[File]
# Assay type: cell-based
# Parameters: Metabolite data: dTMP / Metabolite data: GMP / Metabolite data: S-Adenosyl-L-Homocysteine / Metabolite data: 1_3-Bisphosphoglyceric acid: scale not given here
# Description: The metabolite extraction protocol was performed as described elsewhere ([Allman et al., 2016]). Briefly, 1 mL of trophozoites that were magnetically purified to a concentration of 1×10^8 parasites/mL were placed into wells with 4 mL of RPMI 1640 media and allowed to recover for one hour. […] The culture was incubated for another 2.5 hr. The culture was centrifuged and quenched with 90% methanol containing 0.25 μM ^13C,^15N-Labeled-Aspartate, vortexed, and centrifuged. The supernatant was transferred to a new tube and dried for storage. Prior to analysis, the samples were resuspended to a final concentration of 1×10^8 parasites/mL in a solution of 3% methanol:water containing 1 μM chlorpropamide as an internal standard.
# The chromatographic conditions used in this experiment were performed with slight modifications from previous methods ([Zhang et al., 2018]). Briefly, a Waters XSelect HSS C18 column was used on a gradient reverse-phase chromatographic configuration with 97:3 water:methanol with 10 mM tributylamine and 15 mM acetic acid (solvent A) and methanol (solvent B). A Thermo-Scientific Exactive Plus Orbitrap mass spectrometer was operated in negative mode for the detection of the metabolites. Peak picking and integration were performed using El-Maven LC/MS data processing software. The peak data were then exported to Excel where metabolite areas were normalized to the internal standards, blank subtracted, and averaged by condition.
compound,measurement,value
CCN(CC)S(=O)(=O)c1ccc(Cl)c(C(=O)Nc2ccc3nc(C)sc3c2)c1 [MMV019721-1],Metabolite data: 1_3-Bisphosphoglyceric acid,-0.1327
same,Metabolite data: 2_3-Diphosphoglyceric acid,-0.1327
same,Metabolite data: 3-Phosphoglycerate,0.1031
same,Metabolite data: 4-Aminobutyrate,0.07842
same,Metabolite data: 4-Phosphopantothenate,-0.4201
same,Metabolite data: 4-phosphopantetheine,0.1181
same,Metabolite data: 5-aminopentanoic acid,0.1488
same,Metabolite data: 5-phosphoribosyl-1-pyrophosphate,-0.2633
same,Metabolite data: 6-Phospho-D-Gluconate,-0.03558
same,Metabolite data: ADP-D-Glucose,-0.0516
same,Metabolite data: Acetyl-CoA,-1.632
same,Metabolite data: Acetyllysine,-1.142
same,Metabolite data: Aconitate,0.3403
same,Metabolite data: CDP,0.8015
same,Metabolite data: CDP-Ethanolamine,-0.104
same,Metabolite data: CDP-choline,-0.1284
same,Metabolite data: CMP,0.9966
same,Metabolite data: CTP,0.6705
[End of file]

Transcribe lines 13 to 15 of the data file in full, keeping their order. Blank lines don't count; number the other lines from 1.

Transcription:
same,Metabolite data: 5-phosphoribosyl-1-pyrophosphate,-0.2633
same,Metabolite data: 6-Phospho-D-Gluconate,-0.03558
same,Metabolite data: ADP-D-Glucose,-0.0516